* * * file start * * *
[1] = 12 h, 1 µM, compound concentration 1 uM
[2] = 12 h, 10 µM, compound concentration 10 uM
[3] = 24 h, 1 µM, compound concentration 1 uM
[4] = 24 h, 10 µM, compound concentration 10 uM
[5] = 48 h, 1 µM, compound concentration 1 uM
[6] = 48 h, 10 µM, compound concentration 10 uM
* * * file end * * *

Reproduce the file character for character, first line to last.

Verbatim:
[1] = 12 h, 1 µM, compound concentration 1 uM
[2] = 12 h, 10 µM, compound concentration 10 uM
[3] = 24 h, 1 µM, compound concentration 1 uM
[4] = 24 h, 10 µM, compound concentration 10 uM
[5] = 48 h, 1 µM, compound concentration 1 uM
[6] = 48 h, 10 µM, compound concentration 10 uM